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November 30, 2004

La Rondine at Covent Garden

Posted by Kenneth Minogue

Puccini's La Rondine
Royal Opera House, Covent Garden
conducted by Emmanuel Villaume, directed by Nicolas Jol
November 2004

La Rondine (to be pronounced in the Italian manner, stress on the final "e") is Puccini's neglected opera, and he is said to have been depressed by its lack of success to the end of his days. It was commissioned in 1912 in Vienna, and written during the First World War, in which some people thought he had enemy sympathies. This was perhaps why it had to be premiered in Monte Carlo. The Viennese provenance of its plot and style suggest a foray at best into the manner of Richard Strauss, at worst into operetta, but it is described as a lyric comedy. A tiresomely prominent maid suggests Die Fledermaus, but the basic plot resembles La Traviata. The Swallow (la rondine) as your ornithological friends might tell you, is a bird that flies off to the summer sunshine, but returns home to nest.

In these terms we find Magda as a charming courtesan at the centre of a Second Empire salon with the standard equipment of a rich established lover and a resident poet for amusement. The poet announces to universal derision that love is sweeping Paris, and sings a song about a heroine whose fate he has yet to decide. Magda in marvellously Puccinian soaring tones suggests an ending. We learn that Magda once had a romantic and unforgettable moment of love with a student she never saw again, and in the next act, a replay of the Caf Momus without Musetta, we see her again falling in love with the young man from the country who had been introduced (perhaps recalling Arabella) in the first act. As with Alfredo in La Traviata, he is a young man of impeccable family who would be ruined by marriage to a fallen woman. In the last act, she renounces love for his sake, and returns to her established lover. There is a kind of abstract debate in the background love against security but no grand theme, in either sense.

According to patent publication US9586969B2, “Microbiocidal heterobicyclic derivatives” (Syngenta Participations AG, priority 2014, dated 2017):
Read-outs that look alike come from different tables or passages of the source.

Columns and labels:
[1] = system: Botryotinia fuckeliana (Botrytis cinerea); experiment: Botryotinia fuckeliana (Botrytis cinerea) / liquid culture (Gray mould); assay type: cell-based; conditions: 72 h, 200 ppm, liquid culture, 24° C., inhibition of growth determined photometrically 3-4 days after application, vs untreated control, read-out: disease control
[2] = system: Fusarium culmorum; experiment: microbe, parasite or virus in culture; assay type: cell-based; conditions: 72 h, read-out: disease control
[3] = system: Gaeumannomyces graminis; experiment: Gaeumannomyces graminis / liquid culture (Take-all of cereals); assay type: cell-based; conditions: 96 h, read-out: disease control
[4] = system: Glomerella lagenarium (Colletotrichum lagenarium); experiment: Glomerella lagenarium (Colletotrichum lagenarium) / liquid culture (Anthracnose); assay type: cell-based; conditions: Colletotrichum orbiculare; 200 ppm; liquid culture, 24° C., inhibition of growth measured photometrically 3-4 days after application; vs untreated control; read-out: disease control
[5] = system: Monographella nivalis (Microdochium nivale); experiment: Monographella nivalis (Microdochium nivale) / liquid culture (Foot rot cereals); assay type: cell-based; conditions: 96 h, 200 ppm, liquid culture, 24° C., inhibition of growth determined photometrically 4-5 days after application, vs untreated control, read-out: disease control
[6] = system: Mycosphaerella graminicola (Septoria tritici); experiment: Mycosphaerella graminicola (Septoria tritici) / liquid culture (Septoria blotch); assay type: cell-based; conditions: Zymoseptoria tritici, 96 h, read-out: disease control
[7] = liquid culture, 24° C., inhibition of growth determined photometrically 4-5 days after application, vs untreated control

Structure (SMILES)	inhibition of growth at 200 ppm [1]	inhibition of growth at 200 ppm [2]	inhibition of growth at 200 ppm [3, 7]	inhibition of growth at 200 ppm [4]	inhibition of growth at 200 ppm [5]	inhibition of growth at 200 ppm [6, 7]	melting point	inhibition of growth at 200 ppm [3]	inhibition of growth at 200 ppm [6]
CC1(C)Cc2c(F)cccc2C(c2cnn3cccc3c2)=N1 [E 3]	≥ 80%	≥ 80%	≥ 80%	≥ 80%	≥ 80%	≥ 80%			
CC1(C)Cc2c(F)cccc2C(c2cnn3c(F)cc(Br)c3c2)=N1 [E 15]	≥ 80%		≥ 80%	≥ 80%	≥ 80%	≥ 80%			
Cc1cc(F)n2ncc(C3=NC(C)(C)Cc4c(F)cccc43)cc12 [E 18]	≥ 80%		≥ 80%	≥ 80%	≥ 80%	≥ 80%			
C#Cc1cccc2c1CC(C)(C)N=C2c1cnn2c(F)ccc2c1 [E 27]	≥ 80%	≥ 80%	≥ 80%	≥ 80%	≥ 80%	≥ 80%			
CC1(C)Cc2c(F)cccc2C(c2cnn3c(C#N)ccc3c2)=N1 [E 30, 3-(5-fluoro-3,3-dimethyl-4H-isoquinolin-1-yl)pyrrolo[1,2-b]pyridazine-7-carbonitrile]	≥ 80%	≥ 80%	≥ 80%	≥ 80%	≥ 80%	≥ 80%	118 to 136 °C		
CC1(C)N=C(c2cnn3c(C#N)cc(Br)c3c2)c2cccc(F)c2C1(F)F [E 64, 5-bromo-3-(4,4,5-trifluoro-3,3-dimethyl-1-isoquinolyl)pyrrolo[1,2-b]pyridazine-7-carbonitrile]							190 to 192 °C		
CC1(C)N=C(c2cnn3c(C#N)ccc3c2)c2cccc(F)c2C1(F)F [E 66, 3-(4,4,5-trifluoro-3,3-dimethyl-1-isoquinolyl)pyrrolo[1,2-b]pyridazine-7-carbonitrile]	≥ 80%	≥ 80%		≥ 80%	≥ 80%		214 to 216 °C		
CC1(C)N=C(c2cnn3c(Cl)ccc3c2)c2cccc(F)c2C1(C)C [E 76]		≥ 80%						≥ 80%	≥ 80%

No cowboys, in other words, and no Orientals, nothing to stimulate Puccini's love of creative adventure in musical idiom. It's almost as though he took on the task (and worked on it for two years) just to show that he could do it. But the music is pure delight in his old familiar manner, and there are several large and charming arias, though none of the spectacular fireworks of the well-known canon. But if you have a soprano like Angela Gheorghiu to sing Magda, you don't need much else. She was superb, as were the sets. La Rondine is thus not Puccini in full throttle, but if he delights you, so will it.

Kenneth Minogue is Professor Emeritus of Political Science, London School of Economics.


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